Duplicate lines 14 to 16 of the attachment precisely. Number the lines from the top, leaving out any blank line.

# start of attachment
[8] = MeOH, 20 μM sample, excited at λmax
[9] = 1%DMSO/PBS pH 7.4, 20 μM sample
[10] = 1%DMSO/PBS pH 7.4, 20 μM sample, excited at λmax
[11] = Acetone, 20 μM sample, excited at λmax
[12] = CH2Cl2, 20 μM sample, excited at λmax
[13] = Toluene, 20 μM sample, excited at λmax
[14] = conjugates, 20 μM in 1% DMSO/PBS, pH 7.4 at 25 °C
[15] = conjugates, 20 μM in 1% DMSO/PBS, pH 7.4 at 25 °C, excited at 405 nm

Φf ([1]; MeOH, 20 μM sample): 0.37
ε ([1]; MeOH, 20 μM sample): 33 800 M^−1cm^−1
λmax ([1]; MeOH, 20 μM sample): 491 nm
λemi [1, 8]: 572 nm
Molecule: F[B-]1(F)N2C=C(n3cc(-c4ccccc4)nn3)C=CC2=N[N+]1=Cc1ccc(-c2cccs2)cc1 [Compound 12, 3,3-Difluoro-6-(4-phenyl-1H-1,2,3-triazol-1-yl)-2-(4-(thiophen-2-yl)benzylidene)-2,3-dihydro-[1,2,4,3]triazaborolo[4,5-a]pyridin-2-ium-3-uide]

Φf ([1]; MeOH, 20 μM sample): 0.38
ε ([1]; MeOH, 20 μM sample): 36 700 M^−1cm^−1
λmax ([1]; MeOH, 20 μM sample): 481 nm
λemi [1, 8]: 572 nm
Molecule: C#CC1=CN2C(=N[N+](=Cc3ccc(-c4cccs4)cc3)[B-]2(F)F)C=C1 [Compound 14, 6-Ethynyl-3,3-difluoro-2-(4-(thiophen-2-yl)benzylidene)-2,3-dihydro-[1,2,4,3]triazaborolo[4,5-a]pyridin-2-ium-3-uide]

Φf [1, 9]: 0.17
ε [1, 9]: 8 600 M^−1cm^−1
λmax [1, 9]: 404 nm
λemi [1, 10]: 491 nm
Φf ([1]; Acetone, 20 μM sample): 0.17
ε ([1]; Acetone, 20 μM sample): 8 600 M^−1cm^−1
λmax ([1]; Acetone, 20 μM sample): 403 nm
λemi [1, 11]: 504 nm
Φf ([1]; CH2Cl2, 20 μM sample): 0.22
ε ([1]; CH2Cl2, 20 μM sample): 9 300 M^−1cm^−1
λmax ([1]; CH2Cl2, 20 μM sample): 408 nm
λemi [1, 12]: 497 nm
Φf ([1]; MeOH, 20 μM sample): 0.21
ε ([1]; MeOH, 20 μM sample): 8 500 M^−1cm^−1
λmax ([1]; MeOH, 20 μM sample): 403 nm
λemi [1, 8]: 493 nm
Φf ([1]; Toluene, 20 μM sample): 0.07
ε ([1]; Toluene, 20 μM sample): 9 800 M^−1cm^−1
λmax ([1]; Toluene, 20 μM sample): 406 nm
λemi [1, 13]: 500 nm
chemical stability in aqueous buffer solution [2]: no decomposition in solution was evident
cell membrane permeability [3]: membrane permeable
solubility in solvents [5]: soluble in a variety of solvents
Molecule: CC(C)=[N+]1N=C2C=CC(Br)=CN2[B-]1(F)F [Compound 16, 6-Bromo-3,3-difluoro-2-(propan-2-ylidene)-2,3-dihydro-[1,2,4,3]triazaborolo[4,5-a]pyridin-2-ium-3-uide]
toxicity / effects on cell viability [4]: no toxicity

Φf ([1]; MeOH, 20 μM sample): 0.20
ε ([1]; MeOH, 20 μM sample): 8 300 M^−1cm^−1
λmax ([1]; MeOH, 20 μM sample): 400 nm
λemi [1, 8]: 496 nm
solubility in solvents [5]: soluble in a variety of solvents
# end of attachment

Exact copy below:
Φf ([1]; MeOH, 20 μM sample): 0.38
ε ([1]; MeOH, 20 μM sample): 36 700 M^−1cm^−1
λmax ([1]; MeOH, 20 μM sample): 481 nm